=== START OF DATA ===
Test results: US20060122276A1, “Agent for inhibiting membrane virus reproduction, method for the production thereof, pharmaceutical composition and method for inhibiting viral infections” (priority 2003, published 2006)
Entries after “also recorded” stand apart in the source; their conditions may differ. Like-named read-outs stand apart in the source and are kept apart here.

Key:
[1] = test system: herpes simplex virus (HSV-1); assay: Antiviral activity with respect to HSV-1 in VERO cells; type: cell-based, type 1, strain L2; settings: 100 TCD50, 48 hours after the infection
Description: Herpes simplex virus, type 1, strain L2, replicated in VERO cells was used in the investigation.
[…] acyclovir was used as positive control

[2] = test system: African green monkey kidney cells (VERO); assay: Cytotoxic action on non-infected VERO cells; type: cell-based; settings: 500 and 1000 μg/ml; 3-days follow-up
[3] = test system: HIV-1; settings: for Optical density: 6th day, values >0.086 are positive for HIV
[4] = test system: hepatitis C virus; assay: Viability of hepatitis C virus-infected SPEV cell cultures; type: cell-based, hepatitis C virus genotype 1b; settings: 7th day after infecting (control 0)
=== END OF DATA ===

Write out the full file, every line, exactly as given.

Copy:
Test results: US20060122276A1, “Agent for inhibiting membrane virus reproduction, method for the production thereof, pharmaceutical composition and method for inhibiting viral infections” (priority 2003, published 2006)
Entries after “also recorded” stand apart in the source; their conditions may differ. Like-named read-outs stand apart in the source and are kept apart here.

Key:
[1] = test system: herpes simplex virus (HSV-1); assay: Antiviral activity with respect to HSV-1 in VERO cells; type: cell-based, type 1, strain L2; settings: 100 TCD50, 48 hours after the infection
Description: Herpes simplex virus, type 1, strain L2, replicated in VERO cells was used in the investigation.
[…] acyclovir was used as positive control

[2] = test system: African green monkey kidney cells (VERO); assay: Cytotoxic action on non-infected VERO cells; type: cell-based; settings: 500 and 1000 μg/ml; 3-days follow-up
[3] = test system: HIV-1; settings: for Optical density: 6th day, values >0.086 are positive for HIV
[4] = test system: hepatitis C virus; assay: Viability of hepatitis C virus-infected SPEV cell cultures; type: cell-based, hepatitis C virus genotype 1b; settings: 7th day after infecting (control 0)